PSI Pakistan celebrate “Makes Space Hackathon” with Prize Distribution ceremony

PSI Pakistan in collaboration with National Incubation Center, Karachi organized the “Make Space Hackathon” – a 48-hour long online competition. The competition began at 6:00 pm PST on Friday, 6 August 2021, and adjourned at 6:00 pm PST on Sunday, 8 August 2021.

PSI Pakistan celebrate “Makes Space Hackathon” with Prize Distribution ceremony

The aim of the competition was to empower people with a passion for impact and change in creating solutions to make Family Planning / Birth Spacing more accessible to people in Pakistan.
Reproductive health and birth spacing are some of the issues that Pakistan is facing besides the COVID-19 pandemic and other economic issues. But this is the least highlighted issue because many people find it taboo to talk about this and therefore, not many people know it could lead the country to a national crisis soon.
The Country Director of PSI Pakistan says, “When the COVID-19 pandemic hit us unexpectedly last year, it greatly increased the risks of unintended pregnancies. While the nation and our government were firefighting the pandemic, the health experts were also fearing for another crisis ahead and thus began the efforts to make reproductive health and birth spacing a part of essential service. PSI Pakistan along with its partner organizations, rolled up its sleeves to ensure that even during the strict lockdown the availability of contraceptives and family planning services could be ensured.”

(Ayesha Leghari – Country Director PSI Pakistan)

To ensure this, PSI Pakistan collaborated with NICK for the “Make Space Hackathon” to empower people with a passion for impact and change in creating solutions to improve Family planning uptake among people in Pakistan.

The hackathon was a great opportunity for students, researchers, and innovators to discuss challenges, develop unique ideas and execute them in a demanding yet stimulating environment.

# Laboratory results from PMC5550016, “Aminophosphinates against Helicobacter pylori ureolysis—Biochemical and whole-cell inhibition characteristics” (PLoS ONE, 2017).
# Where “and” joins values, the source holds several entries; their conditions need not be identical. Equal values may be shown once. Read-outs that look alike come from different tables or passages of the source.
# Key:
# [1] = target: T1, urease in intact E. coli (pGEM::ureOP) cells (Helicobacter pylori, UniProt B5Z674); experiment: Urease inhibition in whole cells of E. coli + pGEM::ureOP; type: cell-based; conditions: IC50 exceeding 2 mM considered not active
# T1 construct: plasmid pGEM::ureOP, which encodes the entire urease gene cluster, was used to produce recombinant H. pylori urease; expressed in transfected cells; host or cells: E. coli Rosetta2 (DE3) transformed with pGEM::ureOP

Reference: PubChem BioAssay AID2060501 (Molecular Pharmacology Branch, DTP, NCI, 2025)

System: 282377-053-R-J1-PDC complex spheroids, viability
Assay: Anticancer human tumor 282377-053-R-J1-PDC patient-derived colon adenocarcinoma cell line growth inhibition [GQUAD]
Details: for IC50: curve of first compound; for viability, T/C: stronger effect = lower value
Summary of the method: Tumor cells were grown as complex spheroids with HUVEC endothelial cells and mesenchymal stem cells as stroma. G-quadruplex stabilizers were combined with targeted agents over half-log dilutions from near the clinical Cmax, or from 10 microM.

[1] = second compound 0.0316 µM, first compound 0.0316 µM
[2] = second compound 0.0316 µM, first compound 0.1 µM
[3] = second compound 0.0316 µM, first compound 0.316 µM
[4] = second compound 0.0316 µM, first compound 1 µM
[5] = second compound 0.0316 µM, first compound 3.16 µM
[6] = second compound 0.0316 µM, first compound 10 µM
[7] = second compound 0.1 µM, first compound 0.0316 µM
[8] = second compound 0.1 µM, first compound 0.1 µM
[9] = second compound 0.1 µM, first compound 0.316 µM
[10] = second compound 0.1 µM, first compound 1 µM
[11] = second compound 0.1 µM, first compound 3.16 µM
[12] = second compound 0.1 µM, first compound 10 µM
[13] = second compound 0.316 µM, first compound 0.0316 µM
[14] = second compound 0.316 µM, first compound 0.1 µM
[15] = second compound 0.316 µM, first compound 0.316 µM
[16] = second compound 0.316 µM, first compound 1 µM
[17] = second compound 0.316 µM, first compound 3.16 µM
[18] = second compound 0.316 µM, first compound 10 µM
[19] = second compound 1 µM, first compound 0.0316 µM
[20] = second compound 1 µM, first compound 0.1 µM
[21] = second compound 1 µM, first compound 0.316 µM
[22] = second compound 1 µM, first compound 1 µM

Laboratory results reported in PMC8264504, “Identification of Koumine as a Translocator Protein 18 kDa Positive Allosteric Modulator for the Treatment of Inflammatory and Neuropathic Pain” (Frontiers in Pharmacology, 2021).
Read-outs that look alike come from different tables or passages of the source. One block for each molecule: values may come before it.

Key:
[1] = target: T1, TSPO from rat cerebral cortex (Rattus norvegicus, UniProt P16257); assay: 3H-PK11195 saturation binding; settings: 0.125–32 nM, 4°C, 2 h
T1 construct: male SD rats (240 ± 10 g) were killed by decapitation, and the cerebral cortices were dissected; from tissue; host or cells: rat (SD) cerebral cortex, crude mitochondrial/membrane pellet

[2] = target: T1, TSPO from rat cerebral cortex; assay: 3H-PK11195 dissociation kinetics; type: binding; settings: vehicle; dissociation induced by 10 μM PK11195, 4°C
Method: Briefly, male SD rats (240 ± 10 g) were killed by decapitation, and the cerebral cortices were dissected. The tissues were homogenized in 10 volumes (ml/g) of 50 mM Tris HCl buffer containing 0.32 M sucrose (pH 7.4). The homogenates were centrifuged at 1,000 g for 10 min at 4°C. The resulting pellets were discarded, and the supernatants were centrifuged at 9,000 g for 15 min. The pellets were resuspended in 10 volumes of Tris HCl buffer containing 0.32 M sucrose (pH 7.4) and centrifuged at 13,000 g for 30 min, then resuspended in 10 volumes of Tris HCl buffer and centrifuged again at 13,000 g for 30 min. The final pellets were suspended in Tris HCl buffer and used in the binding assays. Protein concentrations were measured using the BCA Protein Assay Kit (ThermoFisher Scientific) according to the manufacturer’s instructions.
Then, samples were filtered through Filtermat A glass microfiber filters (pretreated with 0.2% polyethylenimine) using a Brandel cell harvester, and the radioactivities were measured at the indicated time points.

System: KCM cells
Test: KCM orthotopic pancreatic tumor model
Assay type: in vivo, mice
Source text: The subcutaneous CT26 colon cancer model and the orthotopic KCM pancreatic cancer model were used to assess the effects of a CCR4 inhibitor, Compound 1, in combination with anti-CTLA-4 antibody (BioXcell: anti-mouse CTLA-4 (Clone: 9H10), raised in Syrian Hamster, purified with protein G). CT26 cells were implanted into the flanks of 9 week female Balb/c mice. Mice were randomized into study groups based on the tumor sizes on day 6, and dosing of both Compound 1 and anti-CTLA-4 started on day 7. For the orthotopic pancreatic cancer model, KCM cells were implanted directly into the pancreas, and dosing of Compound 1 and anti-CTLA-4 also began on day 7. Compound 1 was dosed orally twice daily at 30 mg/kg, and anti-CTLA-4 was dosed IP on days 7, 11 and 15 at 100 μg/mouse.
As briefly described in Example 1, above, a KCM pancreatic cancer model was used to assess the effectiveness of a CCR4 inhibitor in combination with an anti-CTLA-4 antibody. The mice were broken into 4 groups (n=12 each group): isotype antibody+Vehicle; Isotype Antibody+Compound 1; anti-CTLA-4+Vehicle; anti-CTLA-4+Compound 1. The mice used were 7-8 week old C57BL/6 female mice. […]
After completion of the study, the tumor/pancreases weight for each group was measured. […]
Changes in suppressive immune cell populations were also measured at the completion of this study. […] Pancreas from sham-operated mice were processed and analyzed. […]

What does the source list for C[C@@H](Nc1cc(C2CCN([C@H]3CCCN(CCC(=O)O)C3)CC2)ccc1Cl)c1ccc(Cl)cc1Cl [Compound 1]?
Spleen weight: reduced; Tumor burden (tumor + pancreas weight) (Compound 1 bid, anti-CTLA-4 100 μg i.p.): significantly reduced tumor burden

Family planning/Birth spacing is a pertinent issue as it not just impacts the economy but the health of women and children.
More than 200 applications were received from all over Pakistan, out of which 45 teams were shortlisted to pitch their solution on one of the four following challenge sets:

Family Planning Awareness for Newlyweds
Counseling and Accessibility
Advocacy – Negative and Positive Advocates
Male Engagement

The competition gave a chance to all participants regardless of their age or gender and to any and all sorts of solutions as long as they cater to the chosen challenge set.

Whether it is creating an app, website, educational program, YouTube series, workshop, or more, the underlining goal should be that the solution adequately addresses the given challenge sets.

After the initial idea pitching phase, 14 teams were taken forward to the final assessment on the solution of the problem set. The top four winning teams selected by a panel of independent judges were awarded a seed grant of PKR. 575,000/=. The four winning teams were:

Bridge the Gap – PKR 300,000/=
Baithak – PKR 150,000/=
Expert Outreach – PKR 75,000/=
Team Spirit – PKR 50,000/=